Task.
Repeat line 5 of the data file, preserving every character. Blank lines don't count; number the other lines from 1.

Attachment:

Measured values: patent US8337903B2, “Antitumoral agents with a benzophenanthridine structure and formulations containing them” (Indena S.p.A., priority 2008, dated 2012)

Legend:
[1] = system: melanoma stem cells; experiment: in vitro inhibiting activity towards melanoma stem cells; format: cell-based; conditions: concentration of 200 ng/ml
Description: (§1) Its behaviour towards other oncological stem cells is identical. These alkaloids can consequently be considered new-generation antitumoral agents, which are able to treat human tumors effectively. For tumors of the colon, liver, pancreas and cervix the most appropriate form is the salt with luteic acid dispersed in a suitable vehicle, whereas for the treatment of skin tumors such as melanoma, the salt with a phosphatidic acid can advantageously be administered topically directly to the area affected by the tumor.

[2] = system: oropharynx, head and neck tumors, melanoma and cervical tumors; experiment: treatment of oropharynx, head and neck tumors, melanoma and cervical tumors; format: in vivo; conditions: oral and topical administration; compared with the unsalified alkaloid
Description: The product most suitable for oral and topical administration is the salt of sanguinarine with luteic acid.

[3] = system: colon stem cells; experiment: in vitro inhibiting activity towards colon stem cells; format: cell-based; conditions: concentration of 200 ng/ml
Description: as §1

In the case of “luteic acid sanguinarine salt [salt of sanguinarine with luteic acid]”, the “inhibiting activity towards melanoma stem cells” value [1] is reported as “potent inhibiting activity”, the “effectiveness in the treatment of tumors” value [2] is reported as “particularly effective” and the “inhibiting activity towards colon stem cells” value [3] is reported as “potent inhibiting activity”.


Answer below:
[2] = system: oropharynx, head and neck tumors, melanoma and cervical tumors; experiment: treatment of oropharynx, head and neck tumors, melanoma and cervical tumors; format: in vivo; conditions: oral and topical administration; compared with the unsalified alkaloid